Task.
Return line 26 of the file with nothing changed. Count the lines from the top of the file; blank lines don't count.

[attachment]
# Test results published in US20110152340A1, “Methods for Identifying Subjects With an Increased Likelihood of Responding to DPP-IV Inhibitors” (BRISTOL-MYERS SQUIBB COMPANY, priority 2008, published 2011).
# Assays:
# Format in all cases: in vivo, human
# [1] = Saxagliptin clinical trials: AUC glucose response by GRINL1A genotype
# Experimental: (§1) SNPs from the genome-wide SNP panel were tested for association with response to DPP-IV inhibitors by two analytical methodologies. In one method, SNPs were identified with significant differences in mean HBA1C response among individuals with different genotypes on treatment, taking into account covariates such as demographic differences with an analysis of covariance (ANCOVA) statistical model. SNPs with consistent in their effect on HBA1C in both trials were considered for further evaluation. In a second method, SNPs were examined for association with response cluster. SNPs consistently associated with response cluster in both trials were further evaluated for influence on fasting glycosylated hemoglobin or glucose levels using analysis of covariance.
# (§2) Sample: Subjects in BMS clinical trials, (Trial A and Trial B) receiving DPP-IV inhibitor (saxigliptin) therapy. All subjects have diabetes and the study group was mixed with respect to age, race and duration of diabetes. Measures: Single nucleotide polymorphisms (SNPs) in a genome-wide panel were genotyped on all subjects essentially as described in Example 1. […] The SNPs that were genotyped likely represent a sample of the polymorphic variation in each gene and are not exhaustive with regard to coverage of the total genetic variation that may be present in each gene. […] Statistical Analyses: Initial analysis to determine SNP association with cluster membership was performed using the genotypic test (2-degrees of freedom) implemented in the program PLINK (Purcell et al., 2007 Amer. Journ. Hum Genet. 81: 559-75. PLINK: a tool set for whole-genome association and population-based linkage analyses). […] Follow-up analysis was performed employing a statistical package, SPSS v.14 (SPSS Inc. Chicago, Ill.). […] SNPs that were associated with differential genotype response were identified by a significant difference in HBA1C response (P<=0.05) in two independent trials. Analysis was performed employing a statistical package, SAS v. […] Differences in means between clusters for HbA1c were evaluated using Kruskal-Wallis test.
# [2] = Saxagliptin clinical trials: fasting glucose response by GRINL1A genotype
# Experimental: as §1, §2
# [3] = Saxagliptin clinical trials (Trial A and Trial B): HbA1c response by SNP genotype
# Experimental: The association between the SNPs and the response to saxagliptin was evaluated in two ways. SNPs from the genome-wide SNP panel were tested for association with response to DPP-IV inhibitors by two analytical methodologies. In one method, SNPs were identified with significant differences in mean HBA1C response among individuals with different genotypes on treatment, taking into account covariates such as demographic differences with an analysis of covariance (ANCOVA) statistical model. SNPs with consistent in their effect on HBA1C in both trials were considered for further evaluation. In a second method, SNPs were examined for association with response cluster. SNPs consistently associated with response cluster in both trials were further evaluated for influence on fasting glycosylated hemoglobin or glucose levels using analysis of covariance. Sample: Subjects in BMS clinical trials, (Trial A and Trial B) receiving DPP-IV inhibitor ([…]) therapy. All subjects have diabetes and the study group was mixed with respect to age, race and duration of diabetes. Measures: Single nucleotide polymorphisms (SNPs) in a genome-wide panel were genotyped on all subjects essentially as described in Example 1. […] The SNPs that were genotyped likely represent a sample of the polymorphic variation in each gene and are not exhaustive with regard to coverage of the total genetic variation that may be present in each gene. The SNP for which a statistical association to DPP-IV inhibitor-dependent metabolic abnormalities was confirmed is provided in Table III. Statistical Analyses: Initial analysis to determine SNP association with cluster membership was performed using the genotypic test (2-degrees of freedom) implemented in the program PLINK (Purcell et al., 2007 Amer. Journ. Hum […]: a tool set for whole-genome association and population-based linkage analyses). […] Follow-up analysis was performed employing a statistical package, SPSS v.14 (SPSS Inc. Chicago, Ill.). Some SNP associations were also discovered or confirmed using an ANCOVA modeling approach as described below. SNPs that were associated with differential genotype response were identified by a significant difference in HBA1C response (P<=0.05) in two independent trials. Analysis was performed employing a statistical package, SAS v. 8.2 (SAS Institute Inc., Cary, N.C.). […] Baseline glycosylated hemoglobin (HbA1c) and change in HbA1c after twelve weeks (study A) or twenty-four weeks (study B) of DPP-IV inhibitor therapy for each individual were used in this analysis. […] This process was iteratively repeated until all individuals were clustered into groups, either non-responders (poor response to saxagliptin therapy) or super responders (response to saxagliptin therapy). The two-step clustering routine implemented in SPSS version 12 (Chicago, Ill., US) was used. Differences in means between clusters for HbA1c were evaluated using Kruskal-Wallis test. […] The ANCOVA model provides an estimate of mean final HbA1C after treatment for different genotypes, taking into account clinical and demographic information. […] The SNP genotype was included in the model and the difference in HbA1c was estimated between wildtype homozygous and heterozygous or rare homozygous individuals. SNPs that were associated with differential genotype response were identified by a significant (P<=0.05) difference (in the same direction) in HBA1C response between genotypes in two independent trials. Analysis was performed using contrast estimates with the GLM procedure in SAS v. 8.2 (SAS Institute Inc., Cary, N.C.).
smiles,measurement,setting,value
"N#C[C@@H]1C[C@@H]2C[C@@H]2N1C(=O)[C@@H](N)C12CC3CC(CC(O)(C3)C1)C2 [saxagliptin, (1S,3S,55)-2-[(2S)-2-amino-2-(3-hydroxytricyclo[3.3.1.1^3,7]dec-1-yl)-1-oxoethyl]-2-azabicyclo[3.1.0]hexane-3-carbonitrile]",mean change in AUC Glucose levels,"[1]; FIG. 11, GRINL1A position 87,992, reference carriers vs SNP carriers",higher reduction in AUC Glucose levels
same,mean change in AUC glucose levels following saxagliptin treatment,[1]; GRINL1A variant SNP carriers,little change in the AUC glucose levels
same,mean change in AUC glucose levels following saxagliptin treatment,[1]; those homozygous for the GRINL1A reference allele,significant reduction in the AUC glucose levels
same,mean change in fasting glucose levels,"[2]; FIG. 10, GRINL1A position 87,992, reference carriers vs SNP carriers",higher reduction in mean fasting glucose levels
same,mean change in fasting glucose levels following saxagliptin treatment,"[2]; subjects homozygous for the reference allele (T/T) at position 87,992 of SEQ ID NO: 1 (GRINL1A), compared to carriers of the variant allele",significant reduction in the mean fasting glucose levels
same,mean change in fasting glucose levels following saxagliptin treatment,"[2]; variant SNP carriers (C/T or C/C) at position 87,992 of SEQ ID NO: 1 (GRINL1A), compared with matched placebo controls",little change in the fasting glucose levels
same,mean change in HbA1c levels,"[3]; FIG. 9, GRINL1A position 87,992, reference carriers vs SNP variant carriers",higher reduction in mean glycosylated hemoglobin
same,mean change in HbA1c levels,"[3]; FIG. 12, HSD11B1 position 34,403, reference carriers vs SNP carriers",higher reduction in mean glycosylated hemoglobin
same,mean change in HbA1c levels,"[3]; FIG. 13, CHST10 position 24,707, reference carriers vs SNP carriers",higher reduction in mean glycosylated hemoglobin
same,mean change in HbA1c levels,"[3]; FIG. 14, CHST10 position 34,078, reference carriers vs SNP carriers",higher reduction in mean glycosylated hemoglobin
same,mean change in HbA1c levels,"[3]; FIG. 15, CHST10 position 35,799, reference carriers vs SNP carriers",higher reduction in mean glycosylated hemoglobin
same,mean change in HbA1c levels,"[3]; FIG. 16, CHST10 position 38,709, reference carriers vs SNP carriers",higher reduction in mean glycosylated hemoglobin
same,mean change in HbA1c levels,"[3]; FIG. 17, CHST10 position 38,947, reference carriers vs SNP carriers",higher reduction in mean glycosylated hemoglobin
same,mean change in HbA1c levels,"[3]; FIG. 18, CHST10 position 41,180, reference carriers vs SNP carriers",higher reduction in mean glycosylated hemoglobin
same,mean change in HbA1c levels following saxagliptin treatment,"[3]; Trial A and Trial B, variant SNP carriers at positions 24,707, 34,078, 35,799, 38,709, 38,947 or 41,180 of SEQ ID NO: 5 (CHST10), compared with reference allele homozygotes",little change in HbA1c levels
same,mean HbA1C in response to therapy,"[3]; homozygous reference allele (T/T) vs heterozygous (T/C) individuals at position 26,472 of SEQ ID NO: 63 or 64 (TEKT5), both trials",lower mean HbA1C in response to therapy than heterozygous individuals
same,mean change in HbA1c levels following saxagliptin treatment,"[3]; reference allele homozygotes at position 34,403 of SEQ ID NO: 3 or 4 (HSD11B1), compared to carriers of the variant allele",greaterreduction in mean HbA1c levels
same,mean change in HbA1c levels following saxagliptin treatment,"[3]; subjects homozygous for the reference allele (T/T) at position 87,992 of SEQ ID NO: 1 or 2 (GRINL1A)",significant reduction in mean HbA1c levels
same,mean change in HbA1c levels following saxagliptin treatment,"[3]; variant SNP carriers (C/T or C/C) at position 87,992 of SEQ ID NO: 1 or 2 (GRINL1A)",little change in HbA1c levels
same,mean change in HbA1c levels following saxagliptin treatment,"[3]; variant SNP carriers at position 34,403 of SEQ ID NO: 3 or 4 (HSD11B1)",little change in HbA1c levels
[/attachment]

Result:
same,mean change in HbA1c levels following saxagliptin treatment,"[3]; Trial A and Trial B, variant SNP carriers at positions 24,707, 34,078, 35,799, 38,709, 38,947 or 41,180 of SEQ ID NO: 5 (CHST10), compared with reference allele homozygotes",little change in HbA1c levels